Renault utility storage network to deploy used electric car batteries in France and Germany
European electric-carmaker Renault plans to build the continent's largest stationary battery storage network next year using old electric-car batteries.
Renault announced on Tuesday that it will install used (and some new) electric car batteries in three locations: two Renault factories in France, and the site of a former coal-fired power plant in Germany.
The company says the battery storage network will be expanded gradually over time.
By 2020, Renault says the network will deliver 70 megawatts of power and store at least 60 megawatt-hours of energy storage to smooth out supply from solar and wind power to make them available at peak times when consumers need it.
The stationary battery storage network will use batteries from 2,000 of the company's European electric cars—the Renault Zoe and Twingo and the Nissan Leaf, among others—built into containers.
The network will comprise used batteries from the cars as well as some new electric-car batteries that have been inventoried as replacement packs for older models but never sold.
Renault Zoe and Kangoo ZE electric cars on the Outer Hebrides
Inside the containers, the batteries will be installed on racks. Each container will also include charge controllers and battery monitoring systems.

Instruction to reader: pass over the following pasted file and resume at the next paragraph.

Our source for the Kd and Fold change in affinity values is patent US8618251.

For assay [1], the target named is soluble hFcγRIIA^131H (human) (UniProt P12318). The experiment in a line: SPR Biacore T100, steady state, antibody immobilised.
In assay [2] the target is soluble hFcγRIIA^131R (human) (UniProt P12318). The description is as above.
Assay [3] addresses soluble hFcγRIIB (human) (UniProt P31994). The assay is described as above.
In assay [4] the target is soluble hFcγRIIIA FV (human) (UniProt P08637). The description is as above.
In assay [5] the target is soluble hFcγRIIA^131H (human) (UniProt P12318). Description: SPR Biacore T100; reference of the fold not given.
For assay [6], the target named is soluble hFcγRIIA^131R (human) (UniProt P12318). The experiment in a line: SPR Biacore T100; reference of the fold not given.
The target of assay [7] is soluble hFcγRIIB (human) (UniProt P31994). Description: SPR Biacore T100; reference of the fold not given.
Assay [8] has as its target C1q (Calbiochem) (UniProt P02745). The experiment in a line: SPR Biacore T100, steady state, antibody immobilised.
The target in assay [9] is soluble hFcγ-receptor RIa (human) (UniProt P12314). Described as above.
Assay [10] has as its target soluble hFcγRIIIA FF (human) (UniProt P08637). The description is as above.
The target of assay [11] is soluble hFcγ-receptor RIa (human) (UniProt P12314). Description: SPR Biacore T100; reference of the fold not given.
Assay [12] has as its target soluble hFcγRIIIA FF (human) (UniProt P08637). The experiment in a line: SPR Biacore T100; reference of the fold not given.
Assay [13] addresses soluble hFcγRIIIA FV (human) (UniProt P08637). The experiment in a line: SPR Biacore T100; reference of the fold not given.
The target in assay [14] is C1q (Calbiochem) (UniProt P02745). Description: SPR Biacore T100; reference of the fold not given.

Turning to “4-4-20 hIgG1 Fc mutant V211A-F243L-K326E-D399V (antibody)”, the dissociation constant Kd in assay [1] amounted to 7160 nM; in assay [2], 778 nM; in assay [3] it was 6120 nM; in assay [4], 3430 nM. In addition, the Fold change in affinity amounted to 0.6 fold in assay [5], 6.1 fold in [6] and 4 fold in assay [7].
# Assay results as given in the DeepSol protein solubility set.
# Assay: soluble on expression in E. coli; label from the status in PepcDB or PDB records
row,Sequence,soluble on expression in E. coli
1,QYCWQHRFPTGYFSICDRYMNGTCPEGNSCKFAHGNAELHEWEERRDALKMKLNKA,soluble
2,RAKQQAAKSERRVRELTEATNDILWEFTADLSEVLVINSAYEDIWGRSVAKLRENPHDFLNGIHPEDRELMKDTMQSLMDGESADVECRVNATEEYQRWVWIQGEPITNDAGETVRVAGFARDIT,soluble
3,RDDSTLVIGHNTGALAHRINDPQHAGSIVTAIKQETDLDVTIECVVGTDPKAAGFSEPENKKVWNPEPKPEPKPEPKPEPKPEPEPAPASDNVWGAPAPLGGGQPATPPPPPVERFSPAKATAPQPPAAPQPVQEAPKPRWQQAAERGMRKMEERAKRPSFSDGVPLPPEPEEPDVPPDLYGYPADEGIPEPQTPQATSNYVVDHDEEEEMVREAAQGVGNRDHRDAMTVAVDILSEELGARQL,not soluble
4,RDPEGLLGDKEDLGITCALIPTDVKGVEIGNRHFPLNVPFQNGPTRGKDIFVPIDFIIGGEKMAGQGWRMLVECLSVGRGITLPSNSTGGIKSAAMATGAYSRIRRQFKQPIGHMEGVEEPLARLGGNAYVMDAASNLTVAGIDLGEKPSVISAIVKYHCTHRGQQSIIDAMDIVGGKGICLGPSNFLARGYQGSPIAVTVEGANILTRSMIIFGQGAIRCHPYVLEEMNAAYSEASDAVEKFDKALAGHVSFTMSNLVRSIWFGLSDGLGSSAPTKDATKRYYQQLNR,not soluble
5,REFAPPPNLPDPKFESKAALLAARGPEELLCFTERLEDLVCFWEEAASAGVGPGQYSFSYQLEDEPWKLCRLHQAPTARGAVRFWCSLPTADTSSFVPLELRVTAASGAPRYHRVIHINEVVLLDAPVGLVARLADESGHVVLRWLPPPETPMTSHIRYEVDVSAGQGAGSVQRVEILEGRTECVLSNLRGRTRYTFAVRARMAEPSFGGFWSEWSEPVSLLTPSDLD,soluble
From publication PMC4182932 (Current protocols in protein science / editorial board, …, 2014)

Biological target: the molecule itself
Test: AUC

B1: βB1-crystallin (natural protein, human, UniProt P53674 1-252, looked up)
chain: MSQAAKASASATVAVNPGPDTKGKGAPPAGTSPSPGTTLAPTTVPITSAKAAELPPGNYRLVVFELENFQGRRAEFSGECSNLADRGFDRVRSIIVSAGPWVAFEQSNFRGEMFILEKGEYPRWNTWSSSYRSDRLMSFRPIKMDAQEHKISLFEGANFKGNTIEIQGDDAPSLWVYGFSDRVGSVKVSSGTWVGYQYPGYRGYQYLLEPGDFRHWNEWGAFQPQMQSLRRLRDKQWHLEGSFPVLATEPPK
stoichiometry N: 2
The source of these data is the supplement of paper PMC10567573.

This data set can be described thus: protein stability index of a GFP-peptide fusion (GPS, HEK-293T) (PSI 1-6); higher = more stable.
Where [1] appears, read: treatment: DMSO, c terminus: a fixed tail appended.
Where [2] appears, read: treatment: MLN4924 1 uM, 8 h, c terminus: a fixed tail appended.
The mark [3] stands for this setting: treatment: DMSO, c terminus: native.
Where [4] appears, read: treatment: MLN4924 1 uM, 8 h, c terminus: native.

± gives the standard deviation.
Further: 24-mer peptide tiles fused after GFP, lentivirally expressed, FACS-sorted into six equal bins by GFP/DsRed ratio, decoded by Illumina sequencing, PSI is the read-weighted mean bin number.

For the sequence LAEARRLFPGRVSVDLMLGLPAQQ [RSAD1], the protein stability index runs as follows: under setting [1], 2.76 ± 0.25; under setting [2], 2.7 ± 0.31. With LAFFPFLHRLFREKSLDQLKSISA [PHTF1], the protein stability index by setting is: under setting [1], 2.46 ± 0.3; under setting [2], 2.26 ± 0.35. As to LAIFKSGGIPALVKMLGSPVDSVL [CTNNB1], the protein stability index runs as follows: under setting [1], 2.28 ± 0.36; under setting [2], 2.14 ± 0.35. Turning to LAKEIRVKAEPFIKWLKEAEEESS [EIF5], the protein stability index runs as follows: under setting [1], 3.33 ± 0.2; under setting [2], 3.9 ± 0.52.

Once built, the batteries will provide enough power for 5,000 homes.
The system is designed to target a weak spot in the grid, where power consumption exceeding supply has often compromised the stability of the grid.
“One of the main challenges when it comes to increasing the share of renewable sources in the energy mix is to manage the discrepancies between electricity consumption and electricity production at a given moment,” Nicolas Schottey, Renault’s director of new energy business, said in a statement.
“Our energy stationary storage system solution helps to compensate for those gaps: it delivers its energy reserves at the exact moment an imbalance occurs in order to mitigate its effects,” he said.
The system was originally planned to be even bigger, with up to 100 megawatts of storage, but Renault alludes to potential future expansion under the existing plan.
Renault says its goal is to create Europe's largest stationary energy storage system to encourage the growth of renewable energy sources on the grid.
The network will be operated by Renault partner Mobility House.